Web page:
By Christine Hughes, Canada. Chief Investment Strategist, OtterWood Capital:
Canada’s employment stats for February were not what most expected – there was a huge jump in full-time jobs. Most commentators tried to put a positive spin on this, but I have to disagree. Canada’s labour market is struggling and the outlook for the near future isn’t looking any better.
The chart below is what the Bank of Canada tracks as a measure of the broader health of the labour market. As you can see aggregate hours (the sum of all hours worked by full-time and part-time employees) have been flat over the past year.
What limited strength exists in the labour market comes from two unsustainable sources: construction and the public sector.
What’s worrisome is the impact of oil prices in Alberta. As per Macquarie, half of the gains in construction employment across Canada occurred in Alberta, a province where construction activity is likely to retreat. As you can see in 1986 in the months following the decline in oil, Alberta’s construction industry employment fell by 17%. A similar decline in coming months would mean nearly 50K in construction job losses in Alberta.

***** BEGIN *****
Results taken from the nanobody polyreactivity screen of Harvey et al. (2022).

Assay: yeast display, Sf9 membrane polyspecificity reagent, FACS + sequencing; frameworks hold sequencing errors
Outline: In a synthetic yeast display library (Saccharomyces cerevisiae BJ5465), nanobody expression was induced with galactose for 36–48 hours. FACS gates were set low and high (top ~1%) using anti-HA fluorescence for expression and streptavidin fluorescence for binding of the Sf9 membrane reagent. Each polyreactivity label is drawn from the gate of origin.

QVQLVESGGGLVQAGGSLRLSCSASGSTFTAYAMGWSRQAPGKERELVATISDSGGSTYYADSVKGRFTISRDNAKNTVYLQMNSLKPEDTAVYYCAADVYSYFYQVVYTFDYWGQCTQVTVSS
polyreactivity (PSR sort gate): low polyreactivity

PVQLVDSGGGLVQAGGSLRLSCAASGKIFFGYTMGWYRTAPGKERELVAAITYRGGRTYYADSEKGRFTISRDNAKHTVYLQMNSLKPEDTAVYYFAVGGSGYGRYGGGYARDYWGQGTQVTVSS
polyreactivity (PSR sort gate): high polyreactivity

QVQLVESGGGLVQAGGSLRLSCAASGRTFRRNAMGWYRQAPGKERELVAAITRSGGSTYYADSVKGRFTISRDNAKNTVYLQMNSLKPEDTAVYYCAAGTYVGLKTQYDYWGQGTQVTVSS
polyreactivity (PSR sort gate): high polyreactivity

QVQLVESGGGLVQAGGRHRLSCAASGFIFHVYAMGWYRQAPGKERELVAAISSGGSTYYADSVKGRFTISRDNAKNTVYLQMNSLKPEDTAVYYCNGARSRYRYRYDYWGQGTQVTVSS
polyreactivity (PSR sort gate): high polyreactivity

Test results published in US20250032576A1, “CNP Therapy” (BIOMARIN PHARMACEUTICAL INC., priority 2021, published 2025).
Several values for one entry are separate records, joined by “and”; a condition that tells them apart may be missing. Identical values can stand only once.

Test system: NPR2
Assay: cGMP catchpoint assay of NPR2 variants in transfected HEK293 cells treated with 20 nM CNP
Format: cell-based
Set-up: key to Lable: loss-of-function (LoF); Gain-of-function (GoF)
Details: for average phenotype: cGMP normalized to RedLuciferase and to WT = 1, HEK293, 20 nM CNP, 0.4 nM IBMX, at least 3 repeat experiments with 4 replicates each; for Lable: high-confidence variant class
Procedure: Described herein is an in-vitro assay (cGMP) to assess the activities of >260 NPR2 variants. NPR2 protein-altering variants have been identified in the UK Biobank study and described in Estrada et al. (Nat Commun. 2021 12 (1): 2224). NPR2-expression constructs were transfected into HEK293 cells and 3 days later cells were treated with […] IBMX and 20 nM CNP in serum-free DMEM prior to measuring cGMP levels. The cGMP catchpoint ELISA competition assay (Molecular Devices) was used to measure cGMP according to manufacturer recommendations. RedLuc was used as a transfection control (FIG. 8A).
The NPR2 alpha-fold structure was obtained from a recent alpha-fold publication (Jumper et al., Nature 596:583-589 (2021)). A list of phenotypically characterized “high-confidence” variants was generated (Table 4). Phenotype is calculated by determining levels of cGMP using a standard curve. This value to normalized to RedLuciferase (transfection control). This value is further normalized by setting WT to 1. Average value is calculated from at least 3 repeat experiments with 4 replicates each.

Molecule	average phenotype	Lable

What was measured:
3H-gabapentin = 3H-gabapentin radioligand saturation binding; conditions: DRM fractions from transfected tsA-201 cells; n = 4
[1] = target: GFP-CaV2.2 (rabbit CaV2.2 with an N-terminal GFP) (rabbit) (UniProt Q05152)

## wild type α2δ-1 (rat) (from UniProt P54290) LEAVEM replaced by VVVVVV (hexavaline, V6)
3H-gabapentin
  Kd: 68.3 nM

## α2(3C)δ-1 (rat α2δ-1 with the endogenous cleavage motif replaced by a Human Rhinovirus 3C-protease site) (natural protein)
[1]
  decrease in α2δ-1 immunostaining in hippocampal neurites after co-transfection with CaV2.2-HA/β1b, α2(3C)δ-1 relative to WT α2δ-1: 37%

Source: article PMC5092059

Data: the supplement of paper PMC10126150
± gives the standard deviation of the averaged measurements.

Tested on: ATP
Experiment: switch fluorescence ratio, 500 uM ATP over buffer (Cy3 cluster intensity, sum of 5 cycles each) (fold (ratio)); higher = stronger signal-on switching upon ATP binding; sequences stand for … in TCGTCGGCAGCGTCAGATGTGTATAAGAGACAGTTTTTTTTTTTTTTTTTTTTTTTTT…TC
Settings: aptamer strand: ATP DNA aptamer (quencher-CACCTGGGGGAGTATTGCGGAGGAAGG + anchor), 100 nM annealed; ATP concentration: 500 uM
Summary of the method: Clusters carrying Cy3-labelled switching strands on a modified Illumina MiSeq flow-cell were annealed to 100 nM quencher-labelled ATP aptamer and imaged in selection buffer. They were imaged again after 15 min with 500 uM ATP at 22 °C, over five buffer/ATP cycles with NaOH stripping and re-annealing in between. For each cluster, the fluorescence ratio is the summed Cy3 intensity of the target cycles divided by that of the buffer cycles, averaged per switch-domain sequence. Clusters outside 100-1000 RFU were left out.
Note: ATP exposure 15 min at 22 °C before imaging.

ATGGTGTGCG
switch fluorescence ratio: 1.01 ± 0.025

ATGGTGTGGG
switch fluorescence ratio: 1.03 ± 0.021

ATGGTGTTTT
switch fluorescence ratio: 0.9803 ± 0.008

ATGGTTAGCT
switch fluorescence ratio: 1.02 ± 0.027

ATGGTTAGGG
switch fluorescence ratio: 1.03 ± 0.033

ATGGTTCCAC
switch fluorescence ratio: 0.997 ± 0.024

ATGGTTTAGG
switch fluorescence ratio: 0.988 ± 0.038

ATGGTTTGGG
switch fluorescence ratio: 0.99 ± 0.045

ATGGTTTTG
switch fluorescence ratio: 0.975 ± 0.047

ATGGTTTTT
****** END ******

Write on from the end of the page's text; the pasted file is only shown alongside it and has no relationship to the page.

Employment in Alberta fell by 14,000 jobs in February, and the jobless rate jumped by the most since the 2009 recession.
The energy sector is already seeing laid-off workers turn to food banks. Ms. Reynar, executive director of Leduc & District Food Bank located about an hour south of Alberta’s capital, told the Globe and Mail that they were already seeing a jump in the number of people using the food bank.
“Probably 80 percent to 90 percent of the people we’re seeing have been laid off. Many of those seeking help have piled on debt while waiting for employment insurance to kick in,” she said, pointing to more financial pressure for households already struggling to make ends meet.“People have panicked,” she told the Globe and Mail, predicting another jump in usage as layoffs intensify. “We’re just at the beginning of it.” By Christine Hughes, OtterWood Capital Management.
Just when oil collapses, housing stumbles, and layoffs begin, Canadian households go on another borrowing binge. Read… Household Debt Soars in Canada, “Stability” at Risk
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